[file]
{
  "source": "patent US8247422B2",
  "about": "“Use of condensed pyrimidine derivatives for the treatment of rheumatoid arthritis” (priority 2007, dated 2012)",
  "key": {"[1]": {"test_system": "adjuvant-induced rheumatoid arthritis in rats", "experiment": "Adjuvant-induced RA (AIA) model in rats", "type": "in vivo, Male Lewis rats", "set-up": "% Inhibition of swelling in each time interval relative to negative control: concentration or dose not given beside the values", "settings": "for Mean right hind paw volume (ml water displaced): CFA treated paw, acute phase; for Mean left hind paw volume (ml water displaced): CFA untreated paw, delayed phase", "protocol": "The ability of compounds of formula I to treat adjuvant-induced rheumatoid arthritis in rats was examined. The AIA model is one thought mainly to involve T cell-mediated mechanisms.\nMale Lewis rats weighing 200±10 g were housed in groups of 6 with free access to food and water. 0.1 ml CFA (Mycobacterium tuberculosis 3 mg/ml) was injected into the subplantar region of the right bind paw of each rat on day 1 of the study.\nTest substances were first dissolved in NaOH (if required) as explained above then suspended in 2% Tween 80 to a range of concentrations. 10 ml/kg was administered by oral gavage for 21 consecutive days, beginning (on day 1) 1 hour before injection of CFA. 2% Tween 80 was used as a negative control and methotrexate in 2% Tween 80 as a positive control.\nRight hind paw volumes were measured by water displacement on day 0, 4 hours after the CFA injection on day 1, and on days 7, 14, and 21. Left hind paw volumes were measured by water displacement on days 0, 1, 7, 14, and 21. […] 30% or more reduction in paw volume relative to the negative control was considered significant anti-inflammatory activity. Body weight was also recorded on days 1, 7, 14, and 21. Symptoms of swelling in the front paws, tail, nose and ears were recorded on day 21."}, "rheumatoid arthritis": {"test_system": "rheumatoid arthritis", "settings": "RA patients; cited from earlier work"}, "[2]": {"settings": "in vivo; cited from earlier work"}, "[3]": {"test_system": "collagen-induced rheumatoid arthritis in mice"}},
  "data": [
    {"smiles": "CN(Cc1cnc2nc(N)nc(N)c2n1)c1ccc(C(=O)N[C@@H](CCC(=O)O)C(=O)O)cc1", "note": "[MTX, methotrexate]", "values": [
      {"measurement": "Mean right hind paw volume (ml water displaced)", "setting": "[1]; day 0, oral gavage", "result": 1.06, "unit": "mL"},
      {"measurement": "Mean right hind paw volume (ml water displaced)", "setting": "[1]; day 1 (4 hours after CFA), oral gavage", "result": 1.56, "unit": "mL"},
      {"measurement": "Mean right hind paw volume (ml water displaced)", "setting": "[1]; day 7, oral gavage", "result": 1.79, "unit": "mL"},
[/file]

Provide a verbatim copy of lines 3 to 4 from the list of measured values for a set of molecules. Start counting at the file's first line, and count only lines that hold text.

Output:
  "about": "“Use of condensed pyrimidine derivatives for the treatment of rheumatoid arthritis” (priority 2007, dated 2012)",
  "key": {"[1]": {"test_system": "adjuvant-induced rheumatoid arthritis in rats", "experiment": "Adjuvant-induced RA (AIA) model in rats", "type": "in vivo, Male Lewis rats", "set-up": "% Inhibition of swelling in each time interval relative to negative control: concentration or dose not given beside the values", "settings": "for Mean right hind paw volume (ml water displaced): CFA treated paw, acute phase; for Mean left hind paw volume (ml water displaced): CFA untreated paw, delayed phase", "protocol": "The ability of compounds of formula I to treat adjuvant-induced rheumatoid arthritis in rats was examined. The AIA model is one thought mainly to involve T cell-mediated mechanisms.\nMale Lewis rats weighing 200±10 g were housed in groups of 6 with free access to food and water. 0.1 ml CFA (Mycobacterium tuberculosis 3 mg/ml) was injected into the subplantar region of the right bind paw of each rat on day 1 of the study.\nTest substances were first dissolved in NaOH (if required) as explained above then suspended in 2% Tween 80 to a range of concentrations. 10 ml/kg was administered by oral gavage for 21 consecutive days, beginning (on day 1) 1 hour before injection of CFA. 2% Tween 80 was used as a negative control and methotrexate in 2% Tween 80 as a positive control.\nRight hind paw volumes were measured by water displacement on day 0, 4 hours after the CFA injection on day 1, and on days 7, 14, and 21. Left hind paw volumes were measured by water displacement on days 0, 1, 7, 14, and 21. […] 30% or more reduction in paw volume relative to the negative control was considered significant anti-inflammatory activity. Body weight was also recorded on days 1, 7, 14, and 21. Symptoms of swelling in the front paws, tail, nose and ears were recorded on day 21."}, "rheumatoid arthritis": {"test_system": "rheumatoid arthritis", "settings": "RA patients; cited from earlier work"}, "[2]": {"settings": "in vivo; cited from earlier work"}, "[3]": {"test_system": "collagen-induced rheumatoid arthritis in mice"}},